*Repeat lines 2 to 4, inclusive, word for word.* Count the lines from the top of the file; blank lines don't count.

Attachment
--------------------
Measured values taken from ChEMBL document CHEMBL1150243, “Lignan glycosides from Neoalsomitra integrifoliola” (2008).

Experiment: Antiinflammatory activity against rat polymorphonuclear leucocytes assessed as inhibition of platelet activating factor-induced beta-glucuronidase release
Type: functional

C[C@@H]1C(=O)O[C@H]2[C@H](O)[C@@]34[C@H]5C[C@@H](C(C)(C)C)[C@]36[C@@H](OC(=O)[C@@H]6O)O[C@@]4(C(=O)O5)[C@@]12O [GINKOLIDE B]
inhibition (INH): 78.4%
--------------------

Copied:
Experiment: Antiinflammatory activity against rat polymorphonuclear leucocytes assessed as inhibition of platelet activating factor-induced beta-glucuronidase release
Type: functional

C[C@@H]1C(=O)O[C@H]2[C@H](O)[C@@]34[C@H]5C[C@@H](C(C)(C)C)[C@]36[C@@H](OC(=O)[C@@H]6O)O[C@@]4(C(=O)O5)[C@@]12O [GINKOLIDE B]